As the epidemic of spam and malware continues to barrage email systems, one might think the industry would have learned to build strong security into new communications protocols. Unfortunately, in the case of VoIP - the most important new communications protocol since SMTP - this is not true. Historically, the development of VoIP infrastructure has prioritized quality and reliability over security, with few security measures being built in.
Today, VoIP has emerged as a mainstream communications tool that many businesses are starting to integrate into their networks. Without strong security built in to protect users, we will likely see a new era of malicious VoIP attacks, much like what we are now witnessing with other IP-based communications.
Why VoIP is vulnerable
VoIP is simply data transmitted in digital packet form. This means it can be attacked, hacked, intercepted, manipulated, re-routed and degraded just like packets on the data network. All of the maladies of the data network – viruses, worms, trojan, DoS attacks and hijacking – are possible on the VoIP network.
Thus, it isn't a far stretch to imagine the creation of "telephony botnets" capable of shutting down call centers. While no cases of this type of attack are on the public record, many large call centers are already working with security experts to test their infrastructure against DDoS attacks.
In addition to DDoS, here are other examples of potential VoIP attacks:
· Toll Fraud/Service Theft — This will likely be the most common attack in the early stages of VoIP, where an unauthorized user gains access to the VoIP network by mimicking an authorized user or seizing control of an IP phone and initiating outbound long distance calls.
· Eavesdropping — VoIP services measurement and troubleshooting software makes eavesdropping on a packetized voice call relatively easy.
· Phishing — The same techniques used to steal identity information over email are being used over VoIP. Criminals spoof caller identification information so it looks like the call is coming from a legitimate organization and then ask the call recipient for identity information.
Protecting Your business
There are three main steps you can take to provide a strong foundation for VoIP security.
1. Keep your VoIP network separate
Externally – If you don't have to expose your VoIP system to the Internet, then don't. However, an increasing number of companies are opening their VoIP networks to facilitate communications with mobile workers using softphones or laptops to connect via the Internet.
Take every step to ensure that there is some level of authentication and encryption in place for these communications. A virtual private network (VPN) is a good way to maintain the integrity of communications from any trusted person connecting to your VoIP system from an untrusted network.
Internally – Many organizations still use closed VoIP systems as an internal tool to call between office locations. But even if it is blocked off from the Internet, you still need to separate it from your desktop and network environments, any key servers, and other VoIP networks. Likewise, if your VoIP network runs in a converged environment, you'll need to separate it at an abstract level – using a VPN or VLAN – to ensure that any attacks or compromises to the network are localized and don't affect your VoIP equipment, and vice versa.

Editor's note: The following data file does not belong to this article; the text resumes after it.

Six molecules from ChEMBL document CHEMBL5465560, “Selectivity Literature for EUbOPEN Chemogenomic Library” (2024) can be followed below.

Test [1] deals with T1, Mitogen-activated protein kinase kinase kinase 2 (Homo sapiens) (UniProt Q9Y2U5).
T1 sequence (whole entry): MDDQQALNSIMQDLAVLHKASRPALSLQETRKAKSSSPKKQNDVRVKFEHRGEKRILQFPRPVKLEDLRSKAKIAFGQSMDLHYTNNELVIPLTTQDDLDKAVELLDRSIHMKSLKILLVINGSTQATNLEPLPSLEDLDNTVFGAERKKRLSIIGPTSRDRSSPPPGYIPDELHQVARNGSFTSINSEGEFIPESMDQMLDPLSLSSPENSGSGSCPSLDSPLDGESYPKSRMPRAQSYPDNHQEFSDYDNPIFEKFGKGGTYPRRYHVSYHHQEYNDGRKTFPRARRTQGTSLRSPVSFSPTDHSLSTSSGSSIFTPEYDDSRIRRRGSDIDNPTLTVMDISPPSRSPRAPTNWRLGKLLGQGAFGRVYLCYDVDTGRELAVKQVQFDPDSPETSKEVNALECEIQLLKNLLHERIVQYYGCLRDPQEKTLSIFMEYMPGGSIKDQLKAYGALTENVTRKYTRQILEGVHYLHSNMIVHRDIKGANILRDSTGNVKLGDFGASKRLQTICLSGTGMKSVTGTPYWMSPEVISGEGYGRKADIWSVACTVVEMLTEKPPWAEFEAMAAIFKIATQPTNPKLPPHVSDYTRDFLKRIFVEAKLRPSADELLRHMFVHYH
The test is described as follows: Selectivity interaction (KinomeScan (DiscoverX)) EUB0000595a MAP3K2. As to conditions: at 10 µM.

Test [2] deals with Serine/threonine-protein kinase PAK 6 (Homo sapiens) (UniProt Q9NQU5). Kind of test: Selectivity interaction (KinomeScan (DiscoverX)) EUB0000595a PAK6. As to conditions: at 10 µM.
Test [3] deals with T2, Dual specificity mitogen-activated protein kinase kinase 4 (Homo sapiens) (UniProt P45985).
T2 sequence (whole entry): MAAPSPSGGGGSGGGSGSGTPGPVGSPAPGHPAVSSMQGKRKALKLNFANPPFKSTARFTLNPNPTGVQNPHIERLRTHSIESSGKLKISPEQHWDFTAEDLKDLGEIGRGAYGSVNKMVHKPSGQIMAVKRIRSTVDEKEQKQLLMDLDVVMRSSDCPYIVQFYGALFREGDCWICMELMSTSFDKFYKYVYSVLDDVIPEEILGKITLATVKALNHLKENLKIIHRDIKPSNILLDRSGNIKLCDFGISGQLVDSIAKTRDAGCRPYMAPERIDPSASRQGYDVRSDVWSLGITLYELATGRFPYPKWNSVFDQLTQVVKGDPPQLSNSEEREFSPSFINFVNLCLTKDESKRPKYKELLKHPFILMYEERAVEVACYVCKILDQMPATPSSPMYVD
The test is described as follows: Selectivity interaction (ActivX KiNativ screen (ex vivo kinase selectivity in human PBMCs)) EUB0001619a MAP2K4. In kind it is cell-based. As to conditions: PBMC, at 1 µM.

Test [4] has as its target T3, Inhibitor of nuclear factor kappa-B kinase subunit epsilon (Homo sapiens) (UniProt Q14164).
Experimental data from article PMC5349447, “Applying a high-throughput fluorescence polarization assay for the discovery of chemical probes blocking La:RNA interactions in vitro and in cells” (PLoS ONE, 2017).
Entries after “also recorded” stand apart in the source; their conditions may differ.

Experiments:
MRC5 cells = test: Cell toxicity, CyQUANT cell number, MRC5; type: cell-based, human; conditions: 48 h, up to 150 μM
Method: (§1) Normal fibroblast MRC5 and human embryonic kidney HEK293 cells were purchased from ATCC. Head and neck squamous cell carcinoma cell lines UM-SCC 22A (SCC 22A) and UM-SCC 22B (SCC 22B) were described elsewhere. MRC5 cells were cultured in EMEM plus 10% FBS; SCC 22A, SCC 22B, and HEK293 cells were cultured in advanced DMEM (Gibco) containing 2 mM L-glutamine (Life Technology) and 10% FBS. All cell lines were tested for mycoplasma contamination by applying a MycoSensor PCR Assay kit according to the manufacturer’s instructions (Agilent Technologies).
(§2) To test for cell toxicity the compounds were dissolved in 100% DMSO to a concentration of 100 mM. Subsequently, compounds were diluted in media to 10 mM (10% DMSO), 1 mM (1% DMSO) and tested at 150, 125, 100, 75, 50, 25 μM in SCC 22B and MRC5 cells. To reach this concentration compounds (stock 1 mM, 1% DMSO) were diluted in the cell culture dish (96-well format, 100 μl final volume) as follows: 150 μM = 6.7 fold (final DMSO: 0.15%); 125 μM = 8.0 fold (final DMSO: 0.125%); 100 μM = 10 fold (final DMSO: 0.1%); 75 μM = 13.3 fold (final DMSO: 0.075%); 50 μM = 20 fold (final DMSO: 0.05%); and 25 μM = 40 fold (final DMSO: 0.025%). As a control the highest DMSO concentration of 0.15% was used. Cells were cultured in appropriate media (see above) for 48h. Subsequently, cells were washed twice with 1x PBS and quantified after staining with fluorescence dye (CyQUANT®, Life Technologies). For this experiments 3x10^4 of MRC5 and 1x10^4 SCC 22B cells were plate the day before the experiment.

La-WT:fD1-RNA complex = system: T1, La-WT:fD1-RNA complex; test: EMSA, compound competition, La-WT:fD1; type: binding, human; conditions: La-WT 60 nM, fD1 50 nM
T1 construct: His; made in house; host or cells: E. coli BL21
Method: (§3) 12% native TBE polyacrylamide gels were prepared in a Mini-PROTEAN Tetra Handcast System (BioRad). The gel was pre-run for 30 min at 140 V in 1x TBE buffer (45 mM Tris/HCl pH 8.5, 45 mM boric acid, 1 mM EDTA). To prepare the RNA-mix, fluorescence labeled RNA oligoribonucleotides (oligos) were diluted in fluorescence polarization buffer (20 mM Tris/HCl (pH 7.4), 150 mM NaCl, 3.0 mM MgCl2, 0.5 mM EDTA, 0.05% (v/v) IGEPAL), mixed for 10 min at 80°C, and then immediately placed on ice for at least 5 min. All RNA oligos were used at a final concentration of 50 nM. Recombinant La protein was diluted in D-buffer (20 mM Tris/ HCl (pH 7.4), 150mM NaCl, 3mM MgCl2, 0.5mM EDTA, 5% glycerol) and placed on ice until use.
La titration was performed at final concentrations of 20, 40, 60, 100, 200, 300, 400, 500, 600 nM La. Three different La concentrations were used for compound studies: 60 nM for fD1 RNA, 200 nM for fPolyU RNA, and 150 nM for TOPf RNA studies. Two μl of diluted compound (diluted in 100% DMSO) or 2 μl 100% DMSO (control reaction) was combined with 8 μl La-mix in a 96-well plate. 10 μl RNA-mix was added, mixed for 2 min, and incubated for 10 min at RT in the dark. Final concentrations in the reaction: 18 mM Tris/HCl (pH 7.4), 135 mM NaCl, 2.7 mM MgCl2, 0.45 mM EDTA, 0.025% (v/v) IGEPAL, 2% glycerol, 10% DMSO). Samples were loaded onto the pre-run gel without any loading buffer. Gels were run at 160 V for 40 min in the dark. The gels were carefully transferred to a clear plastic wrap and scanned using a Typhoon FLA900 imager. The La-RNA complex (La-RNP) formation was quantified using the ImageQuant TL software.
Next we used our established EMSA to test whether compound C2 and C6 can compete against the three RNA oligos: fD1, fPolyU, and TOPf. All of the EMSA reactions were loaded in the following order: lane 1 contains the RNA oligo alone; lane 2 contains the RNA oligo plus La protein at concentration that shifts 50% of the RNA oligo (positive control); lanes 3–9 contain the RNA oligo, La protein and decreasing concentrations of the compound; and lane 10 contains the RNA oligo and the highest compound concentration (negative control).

2. Implement VoIP-aware security intelligence
Even if you are diligent about keeping your VoIP network separate, and you've implemented a VPN to protect both internal and external communications, there are still attacks specifically designed for VoIP that require a deeper level of protection. For instance, there will be people who have legitimate access to your VoIP network who can use this access to launch an attack or conduct other illicit activities such as eavesdropping or hijacking calls.
VoIP architecture contains many different protocols, which standard intrusion prevention systems (IPS) and firewalls are not capable of handling. Make sure to implement IPS and firewall technology that is "VoIP aware" and can look deep into the traffic. You want to be able to allow legitimate users to go through, while accurately identifying and blocking suspect traffic before it becomes a threat.
You also want to ensure that you have intelligent IPS deployed between VoIP gateways and near your call manager, a key area of attack that contains all your critical user information.
3. Protect against rogue VoIP usage
It is almost guaranteed in any sizable company that you'll find unsanctioned use of consumer peer-to-peer VoIP technologies such as Skype or Google Talk. These tools introduce a high level of risk to your network since they are designed to find multiple ways to tunnel out of the network to the Internet, easily bypassing standard firewalls. One way to address this is to install VoIP-aware IPS and firewalls at all the key access points, which will enable the organization to design a policy to either block this type of traffic entirely or decide who can use these tools and in what capacity.
If you have taken steps to address VoIP in these three areas, then you have gone a long way toward protecting your business and improving bottomline VoIP security.
-Neel Mehta is team lead for X-Force's advanced research group, a part of IBM Internet Security Systems.